The Los Angeles Times reported this past weekend that the California Department of Water Resources is sounding the alarm about the possibility of a catastrophic flood in the Sacramento area:
A recent state report predicts that the right combination of unlucky weather conditions could put some parts of the city under more than 20 feet of water, causing a $25-billion disaster that would cripple state government and ripple through the California economy. ...
Worst-case scenarios project 500 dead, 102 square miles flooded, 300,000 people uprooted, an international airport and state agencies under water, and years of recovery.
This worst-case scenario isn't very likely, but it's well within the realm of possibility. Until the Bureau of Reclamation and the U.S. Army Corps of Engineers got involved about a century ago, the Central Valley ended up being a shallow inland sea for much of the year, and many of the newer suburban developments along the Sacramento River are exceptionally poorly situated.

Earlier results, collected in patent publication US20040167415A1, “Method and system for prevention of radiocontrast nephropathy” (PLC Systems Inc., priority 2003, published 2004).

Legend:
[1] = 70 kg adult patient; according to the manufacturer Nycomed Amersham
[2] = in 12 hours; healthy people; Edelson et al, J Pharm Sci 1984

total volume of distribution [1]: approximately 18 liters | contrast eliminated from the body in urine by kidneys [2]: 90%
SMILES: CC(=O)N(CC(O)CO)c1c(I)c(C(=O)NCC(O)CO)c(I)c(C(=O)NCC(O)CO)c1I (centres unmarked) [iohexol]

What's more, as Glen Martin wrote last year in a rather disturbing hypothetical account of a disastrous northern California flood, global warming threatens to make things worse, since in a wet winter rain (as opposed to snow, which would be stored naturally in the Sierras and gradually released) could inundate the Sacramento and American Rivers and overwhelm the dams and levees. In 2006 voters approved a bond measure to substantially upgrade the state's flood control system, but it's still a work in progress.